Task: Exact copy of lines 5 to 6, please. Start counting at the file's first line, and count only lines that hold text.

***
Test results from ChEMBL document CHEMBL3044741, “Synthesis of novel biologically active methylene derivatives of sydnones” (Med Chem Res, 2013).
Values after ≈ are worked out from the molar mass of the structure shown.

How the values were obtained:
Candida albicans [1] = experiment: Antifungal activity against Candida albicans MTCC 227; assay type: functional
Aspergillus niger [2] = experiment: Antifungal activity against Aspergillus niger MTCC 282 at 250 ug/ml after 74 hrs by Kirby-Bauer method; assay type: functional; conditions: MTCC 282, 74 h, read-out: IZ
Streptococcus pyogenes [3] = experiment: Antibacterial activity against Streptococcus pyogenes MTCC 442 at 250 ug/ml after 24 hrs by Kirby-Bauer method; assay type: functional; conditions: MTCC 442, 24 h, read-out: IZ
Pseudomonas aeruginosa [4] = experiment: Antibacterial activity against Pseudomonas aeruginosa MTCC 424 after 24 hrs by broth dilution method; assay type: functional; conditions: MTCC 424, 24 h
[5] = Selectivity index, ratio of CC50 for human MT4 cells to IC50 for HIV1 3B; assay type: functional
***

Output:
Aspergillus niger [2] = experiment: Antifungal activity against Aspergillus niger MTCC 282 at 250 ug/ml after 74 hrs by Kirby-Bauer method; assay type: functional; conditions: MTCC 282, 74 h, read-out: IZ
Streptococcus pyogenes [3] = experiment: Antibacterial activity against Streptococcus pyogenes MTCC 442 at 250 ug/ml after 24 hrs by Kirby-Bauer method; assay type: functional; conditions: MTCC 442, 24 h, read-out: IZ